When Search Engines Strike Back: Yahoo and Google Block Adware Company

Influential search engines Google and Yahoo has disabled links to WhenU, a adware manufacturer that they’ve accused of using “cloaking” to trick search engines into favourably ranking decoy pages that redirect visitors.

Avi Nader, chief executive of WhenU said that the questionable practices were the result of an external search engine optimisation company, and that they expected to be relisted now that they’ve stopped working with that organisation.

WhenU produce an application that keeps tabs on browsing habits – they’re currently embroiled in a debate as to whether this practice is in fact legal.

Adware, sometimes called spyware, are applets that are installed on your PC, sometimes without your consent or even knowledge, and can do a number of things: they can tell companies which webpages you’ve visited, what you’ve been typing on your keyboard (including bank details and credit card numbers), flash ads up on your screen or redirect you away from competitors products. Some people install them by choice (it’s the old “people will do anything for a discount thing”) but often the applications are malicious. There are a number of free tools for ridding yourself of these pests, and we’ve linked to a good one below.

Scan and get rid of adware on your PC free – Ad-aware 6

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Fraser Lovatt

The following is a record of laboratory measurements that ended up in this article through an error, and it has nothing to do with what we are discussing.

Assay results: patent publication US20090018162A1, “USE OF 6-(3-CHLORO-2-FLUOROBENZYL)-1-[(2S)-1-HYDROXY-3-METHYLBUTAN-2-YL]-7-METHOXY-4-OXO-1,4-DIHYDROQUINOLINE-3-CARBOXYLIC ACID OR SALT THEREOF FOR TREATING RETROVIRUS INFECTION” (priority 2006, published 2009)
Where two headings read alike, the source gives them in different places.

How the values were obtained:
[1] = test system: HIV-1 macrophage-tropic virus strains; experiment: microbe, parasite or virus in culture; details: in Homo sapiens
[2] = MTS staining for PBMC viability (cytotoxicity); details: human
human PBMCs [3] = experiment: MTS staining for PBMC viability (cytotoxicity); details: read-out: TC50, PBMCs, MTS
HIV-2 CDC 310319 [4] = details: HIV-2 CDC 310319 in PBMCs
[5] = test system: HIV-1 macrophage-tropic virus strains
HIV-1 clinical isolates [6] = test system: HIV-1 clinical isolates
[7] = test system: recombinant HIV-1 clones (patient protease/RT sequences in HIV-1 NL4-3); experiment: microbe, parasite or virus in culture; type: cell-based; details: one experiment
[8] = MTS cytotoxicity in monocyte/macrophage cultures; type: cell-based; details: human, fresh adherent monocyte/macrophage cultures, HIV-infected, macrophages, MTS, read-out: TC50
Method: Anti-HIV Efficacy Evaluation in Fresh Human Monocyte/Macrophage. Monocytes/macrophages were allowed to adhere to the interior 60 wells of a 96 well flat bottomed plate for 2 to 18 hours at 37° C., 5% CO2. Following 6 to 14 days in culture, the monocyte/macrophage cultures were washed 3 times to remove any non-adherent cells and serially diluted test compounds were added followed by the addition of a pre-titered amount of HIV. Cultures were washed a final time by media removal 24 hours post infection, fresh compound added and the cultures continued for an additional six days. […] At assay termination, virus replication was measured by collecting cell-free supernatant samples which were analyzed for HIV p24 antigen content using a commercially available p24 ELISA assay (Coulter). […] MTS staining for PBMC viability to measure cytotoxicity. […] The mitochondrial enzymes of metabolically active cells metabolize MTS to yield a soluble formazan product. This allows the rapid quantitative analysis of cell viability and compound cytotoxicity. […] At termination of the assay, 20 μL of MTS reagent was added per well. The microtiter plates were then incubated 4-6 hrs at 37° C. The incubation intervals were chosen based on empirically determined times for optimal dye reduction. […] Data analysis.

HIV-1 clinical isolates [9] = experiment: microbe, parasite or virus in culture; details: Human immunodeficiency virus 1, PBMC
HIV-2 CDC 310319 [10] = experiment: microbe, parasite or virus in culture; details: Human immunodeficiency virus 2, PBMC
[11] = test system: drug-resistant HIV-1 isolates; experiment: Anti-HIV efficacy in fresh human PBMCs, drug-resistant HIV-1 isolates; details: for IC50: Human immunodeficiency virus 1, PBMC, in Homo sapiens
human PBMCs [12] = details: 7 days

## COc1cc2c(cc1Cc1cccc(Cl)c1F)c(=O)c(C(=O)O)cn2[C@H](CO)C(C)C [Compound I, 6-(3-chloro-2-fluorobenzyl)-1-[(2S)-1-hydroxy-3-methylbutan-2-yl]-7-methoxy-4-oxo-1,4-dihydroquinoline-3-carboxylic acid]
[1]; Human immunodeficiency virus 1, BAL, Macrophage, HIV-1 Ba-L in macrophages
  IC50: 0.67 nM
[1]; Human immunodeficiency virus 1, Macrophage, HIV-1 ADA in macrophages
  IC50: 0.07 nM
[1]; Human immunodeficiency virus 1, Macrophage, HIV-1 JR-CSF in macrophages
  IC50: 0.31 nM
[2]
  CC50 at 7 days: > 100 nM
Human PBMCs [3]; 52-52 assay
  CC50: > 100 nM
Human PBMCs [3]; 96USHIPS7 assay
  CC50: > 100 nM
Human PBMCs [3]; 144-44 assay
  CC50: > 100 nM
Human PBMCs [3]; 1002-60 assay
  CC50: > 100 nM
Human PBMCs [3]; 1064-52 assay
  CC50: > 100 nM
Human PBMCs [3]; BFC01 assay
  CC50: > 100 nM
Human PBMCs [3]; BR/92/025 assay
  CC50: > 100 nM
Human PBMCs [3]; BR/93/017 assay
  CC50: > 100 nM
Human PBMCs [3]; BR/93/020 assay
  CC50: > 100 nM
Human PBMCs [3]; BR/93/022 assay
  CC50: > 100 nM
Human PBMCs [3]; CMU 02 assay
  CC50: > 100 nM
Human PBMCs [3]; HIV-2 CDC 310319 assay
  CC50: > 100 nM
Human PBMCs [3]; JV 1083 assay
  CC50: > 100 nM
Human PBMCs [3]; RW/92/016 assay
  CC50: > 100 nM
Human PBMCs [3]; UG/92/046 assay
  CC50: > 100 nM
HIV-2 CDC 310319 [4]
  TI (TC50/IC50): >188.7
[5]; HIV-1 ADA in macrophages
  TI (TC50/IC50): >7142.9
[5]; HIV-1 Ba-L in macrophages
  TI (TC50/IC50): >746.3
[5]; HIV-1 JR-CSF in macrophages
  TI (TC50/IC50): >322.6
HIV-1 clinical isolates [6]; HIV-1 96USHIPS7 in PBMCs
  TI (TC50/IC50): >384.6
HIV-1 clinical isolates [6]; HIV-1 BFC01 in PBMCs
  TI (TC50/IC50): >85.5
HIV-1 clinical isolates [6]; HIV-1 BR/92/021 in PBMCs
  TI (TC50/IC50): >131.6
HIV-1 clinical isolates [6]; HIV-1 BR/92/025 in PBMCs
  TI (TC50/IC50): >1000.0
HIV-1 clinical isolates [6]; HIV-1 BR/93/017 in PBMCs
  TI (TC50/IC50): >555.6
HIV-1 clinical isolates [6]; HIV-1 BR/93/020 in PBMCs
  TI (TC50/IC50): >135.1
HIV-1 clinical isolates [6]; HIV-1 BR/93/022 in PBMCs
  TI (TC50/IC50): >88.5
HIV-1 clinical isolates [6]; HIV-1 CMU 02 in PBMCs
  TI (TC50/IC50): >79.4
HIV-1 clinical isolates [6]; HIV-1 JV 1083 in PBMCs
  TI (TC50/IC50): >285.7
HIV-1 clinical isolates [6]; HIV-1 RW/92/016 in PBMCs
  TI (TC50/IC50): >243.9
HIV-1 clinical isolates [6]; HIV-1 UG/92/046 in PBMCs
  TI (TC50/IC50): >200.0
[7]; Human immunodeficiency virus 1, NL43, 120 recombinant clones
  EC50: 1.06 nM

Fraser Lovatt has spent the last fifteen years working in publishing, TV and the Internet in various capacities, and believes that they will be seperate platforms for at least a while yet. His main interests at the moment are exploring where Linux is taking home entertainment and how technology is conferring technical skills on more and more people. Fraser Lovatt was born in the same year that 2001: A Space Odyssey was delighting and confusing people in the cinemas, and developed a lifelong love of technology as soon as he realised that things could be taken apart, sometimes put back together again, but mostly left in bits or made into something the original designer hadn't quite planned upon. At school he was definitely in the ZX Spectrum/Magpie/BMX camp, rather than the BBC Micro/Blue Peter/well-behaved group. This is all deeply ironic as he later went on to spend nine years working at the BBC. After a few years of working as a bookseller in Scotland, ("Back when it was actually a skilled profession" he'll tell anyone still listening), he moved to England for reasons he can't quite explain adequately to himself. After a couple of publishing jobs punctuated by sporadic bursts of travelling and photography came the aforementioned nine years at the BBC where he specialised in internet technologies and video. These days his primary interests are Java, Linux, videogames and pies - and if they're not candidates for convergence, then what is?